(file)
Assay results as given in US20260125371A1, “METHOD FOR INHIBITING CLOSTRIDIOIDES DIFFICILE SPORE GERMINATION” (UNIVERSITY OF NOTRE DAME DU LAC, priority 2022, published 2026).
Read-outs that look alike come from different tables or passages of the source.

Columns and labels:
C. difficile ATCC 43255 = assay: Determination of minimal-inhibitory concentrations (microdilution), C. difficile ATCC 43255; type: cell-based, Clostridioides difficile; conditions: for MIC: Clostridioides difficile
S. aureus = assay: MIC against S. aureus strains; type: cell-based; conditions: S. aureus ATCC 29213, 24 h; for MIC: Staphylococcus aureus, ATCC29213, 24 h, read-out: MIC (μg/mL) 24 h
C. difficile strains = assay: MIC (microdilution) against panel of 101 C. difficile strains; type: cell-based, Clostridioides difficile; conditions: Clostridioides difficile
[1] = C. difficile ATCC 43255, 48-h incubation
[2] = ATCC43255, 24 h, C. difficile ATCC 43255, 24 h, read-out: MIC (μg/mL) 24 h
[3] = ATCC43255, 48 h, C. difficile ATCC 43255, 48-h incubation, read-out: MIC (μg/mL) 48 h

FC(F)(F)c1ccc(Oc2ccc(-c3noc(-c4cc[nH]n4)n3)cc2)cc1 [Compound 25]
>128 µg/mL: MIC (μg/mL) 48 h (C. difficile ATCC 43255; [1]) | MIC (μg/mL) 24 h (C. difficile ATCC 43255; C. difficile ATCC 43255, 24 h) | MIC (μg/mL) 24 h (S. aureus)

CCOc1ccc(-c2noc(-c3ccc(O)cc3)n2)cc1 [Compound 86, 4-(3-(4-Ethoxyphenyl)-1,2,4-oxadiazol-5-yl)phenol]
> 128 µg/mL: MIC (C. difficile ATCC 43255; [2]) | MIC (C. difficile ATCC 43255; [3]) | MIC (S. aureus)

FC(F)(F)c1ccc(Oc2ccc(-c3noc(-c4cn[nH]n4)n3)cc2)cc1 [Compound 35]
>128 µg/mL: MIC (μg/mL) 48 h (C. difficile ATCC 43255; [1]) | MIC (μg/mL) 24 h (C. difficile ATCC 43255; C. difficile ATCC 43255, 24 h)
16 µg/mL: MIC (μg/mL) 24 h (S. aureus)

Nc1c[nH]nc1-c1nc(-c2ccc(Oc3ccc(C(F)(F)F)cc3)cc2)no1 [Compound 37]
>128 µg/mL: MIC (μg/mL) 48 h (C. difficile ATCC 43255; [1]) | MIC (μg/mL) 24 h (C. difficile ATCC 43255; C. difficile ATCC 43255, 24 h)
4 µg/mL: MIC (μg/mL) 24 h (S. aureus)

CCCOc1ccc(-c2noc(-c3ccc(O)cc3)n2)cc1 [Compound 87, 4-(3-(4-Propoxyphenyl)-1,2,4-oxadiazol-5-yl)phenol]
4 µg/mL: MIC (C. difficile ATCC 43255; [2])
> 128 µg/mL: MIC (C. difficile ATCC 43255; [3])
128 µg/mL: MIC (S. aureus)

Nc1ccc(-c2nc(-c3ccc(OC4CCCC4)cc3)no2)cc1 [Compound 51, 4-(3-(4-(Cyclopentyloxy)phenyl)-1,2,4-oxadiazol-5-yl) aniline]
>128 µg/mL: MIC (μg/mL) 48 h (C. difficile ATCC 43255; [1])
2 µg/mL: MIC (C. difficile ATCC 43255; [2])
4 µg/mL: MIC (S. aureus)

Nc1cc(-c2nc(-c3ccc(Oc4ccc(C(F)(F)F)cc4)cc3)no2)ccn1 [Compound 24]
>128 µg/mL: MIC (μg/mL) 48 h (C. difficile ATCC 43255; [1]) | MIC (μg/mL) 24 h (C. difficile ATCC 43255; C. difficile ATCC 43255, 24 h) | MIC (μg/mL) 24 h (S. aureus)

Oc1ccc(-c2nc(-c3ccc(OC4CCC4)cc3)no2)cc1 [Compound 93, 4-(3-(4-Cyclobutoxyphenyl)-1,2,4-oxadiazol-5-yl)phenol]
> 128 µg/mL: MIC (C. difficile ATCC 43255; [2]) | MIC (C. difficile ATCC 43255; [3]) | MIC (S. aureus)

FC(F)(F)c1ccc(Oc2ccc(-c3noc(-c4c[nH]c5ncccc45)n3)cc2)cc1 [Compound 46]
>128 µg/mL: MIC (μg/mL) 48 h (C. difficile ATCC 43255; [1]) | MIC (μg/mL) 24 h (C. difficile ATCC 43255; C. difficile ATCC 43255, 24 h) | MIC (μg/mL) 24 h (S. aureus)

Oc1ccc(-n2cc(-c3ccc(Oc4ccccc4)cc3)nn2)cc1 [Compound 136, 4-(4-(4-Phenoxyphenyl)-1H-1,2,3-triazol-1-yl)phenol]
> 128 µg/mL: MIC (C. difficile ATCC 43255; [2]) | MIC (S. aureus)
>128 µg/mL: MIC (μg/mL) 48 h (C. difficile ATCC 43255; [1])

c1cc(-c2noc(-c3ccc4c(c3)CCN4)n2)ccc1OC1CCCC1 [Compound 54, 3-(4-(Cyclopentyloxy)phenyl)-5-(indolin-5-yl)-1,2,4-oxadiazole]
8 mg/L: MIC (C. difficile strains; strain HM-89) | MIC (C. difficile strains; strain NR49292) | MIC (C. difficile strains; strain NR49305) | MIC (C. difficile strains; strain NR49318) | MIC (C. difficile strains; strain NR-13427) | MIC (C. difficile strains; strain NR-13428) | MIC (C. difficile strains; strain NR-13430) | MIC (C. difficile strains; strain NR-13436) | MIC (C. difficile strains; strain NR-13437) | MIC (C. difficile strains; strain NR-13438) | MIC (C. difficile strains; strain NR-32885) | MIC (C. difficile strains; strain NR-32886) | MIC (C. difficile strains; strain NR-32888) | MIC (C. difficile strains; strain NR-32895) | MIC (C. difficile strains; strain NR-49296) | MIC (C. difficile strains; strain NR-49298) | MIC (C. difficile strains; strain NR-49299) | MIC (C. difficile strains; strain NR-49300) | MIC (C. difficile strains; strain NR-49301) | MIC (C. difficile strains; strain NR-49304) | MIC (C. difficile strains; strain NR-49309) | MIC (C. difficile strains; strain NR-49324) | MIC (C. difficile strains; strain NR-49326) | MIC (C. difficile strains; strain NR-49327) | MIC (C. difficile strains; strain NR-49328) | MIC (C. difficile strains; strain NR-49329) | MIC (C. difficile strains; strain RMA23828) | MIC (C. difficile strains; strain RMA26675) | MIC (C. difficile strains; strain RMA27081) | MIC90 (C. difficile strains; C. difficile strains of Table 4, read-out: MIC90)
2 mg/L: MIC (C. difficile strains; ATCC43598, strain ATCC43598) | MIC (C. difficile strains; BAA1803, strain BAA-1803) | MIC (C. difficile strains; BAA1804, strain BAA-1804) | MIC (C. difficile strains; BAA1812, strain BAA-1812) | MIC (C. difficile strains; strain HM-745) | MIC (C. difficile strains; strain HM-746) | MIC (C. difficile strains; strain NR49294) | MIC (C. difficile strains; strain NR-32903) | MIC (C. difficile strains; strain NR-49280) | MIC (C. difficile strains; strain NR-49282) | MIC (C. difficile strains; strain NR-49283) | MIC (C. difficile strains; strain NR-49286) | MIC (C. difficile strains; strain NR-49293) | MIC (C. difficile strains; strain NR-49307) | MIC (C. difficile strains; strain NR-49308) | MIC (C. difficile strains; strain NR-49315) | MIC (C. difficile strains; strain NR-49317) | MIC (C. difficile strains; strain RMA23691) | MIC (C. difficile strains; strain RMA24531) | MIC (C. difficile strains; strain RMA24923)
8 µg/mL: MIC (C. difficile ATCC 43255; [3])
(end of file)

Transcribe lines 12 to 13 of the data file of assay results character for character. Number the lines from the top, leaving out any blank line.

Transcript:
CCOc1ccc(-c2noc(-c3ccc(O)cc3)n2)cc1 [Compound 86, 4-(3-(4-Ethoxyphenyl)-1,2,4-oxadiazol-5-yl)phenol]
> 128 µg/mL: MIC (C. difficile ATCC 43255; [2]) | MIC (C. difficile ATCC 43255; [3]) | MIC (S. aureus)